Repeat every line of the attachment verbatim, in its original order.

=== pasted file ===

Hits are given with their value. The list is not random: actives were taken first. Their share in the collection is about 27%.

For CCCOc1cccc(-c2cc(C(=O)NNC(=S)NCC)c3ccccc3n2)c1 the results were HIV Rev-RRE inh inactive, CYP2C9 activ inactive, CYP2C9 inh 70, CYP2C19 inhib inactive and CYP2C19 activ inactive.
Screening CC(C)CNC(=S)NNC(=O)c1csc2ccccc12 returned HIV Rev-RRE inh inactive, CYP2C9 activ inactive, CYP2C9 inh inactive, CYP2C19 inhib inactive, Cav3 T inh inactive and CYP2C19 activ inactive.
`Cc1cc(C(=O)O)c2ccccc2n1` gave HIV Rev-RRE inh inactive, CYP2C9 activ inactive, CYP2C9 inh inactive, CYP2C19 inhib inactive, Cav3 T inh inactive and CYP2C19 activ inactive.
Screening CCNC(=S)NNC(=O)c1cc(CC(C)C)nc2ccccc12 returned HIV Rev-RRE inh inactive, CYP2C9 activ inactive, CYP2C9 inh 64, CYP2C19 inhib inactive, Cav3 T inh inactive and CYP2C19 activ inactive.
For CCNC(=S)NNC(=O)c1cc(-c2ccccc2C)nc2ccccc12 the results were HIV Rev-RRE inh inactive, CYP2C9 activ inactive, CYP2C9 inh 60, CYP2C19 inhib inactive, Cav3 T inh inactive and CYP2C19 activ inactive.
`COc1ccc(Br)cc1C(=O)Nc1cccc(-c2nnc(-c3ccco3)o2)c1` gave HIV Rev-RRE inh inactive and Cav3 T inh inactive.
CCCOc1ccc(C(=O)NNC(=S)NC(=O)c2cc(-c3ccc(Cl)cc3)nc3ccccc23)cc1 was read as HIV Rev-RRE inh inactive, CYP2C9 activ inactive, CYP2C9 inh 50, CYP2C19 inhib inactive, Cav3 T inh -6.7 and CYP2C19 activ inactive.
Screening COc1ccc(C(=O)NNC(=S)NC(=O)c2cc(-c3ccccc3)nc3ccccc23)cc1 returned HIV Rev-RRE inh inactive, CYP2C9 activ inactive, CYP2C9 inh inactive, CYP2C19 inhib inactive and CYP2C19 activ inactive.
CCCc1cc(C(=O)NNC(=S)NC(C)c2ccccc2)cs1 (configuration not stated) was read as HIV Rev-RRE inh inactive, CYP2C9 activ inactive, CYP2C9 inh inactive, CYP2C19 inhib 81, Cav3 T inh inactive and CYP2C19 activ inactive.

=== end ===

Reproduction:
Hits are given with their value. The list is not random: actives were taken first. Their share in the collection is about 27%.

For CCCOc1cccc(-c2cc(C(=O)NNC(=S)NCC)c3ccccc3n2)c1 the results were HIV Rev-RRE inh inactive, CYP2C9 activ inactive, CYP2C9 inh 70, CYP2C19 inhib inactive and CYP2C19 activ inactive.
Screening CC(C)CNC(=S)NNC(=O)c1csc2ccccc12 returned HIV Rev-RRE inh inactive, CYP2C9 activ inactive, CYP2C9 inh inactive, CYP2C19 inhib inactive, Cav3 T inh inactive and CYP2C19 activ inactive.
`Cc1cc(C(=O)O)c2ccccc2n1` gave HIV Rev-RRE inh inactive, CYP2C9 activ inactive, CYP2C9 inh inactive, CYP2C19 inhib inactive, Cav3 T inh inactive and CYP2C19 activ inactive.
Screening CCNC(=S)NNC(=O)c1cc(CC(C)C)nc2ccccc12 returned HIV Rev-RRE inh inactive, CYP2C9 activ inactive, CYP2C9 inh 64, CYP2C19 inhib inactive, Cav3 T inh inactive and CYP2C19 activ inactive.
For CCNC(=S)NNC(=O)c1cc(-c2ccccc2C)nc2ccccc12 the results were HIV Rev-RRE inh inactive, CYP2C9 activ inactive, CYP2C9 inh 60, CYP2C19 inhib inactive, Cav3 T inh inactive and CYP2C19 activ inactive.
`COc1ccc(Br)cc1C(=O)Nc1cccc(-c2nnc(-c3ccco3)o2)c1` gave HIV Rev-RRE inh inactive and Cav3 T inh inactive.
CCCOc1ccc(C(=O)NNC(=S)NC(=O)c2cc(-c3ccc(Cl)cc3)nc3ccccc23)cc1 was read as HIV Rev-RRE inh inactive, CYP2C9 activ inactive, CYP2C9 inh 50, CYP2C19 inhib inactive, Cav3 T inh -6.7 and CYP2C19 activ inactive.
Screening COc1ccc(C(=O)NNC(=S)NC(=O)c2cc(-c3ccccc3)nc3ccccc23)cc1 returned HIV Rev-RRE inh inactive, CYP2C9 activ inactive, CYP2C9 inh inactive, CYP2C19 inhib inactive and CYP2C19 activ inactive.
CCCc1cc(C(=O)NNC(=S)NC(C)c2ccccc2)cs1 (configuration not stated) was read as HIV Rev-RRE inh inactive, CYP2C9 activ inactive, CYP2C9 inh inactive, CYP2C19 inhib 81, Cav3 T inh inactive and CYP2C19 activ inactive.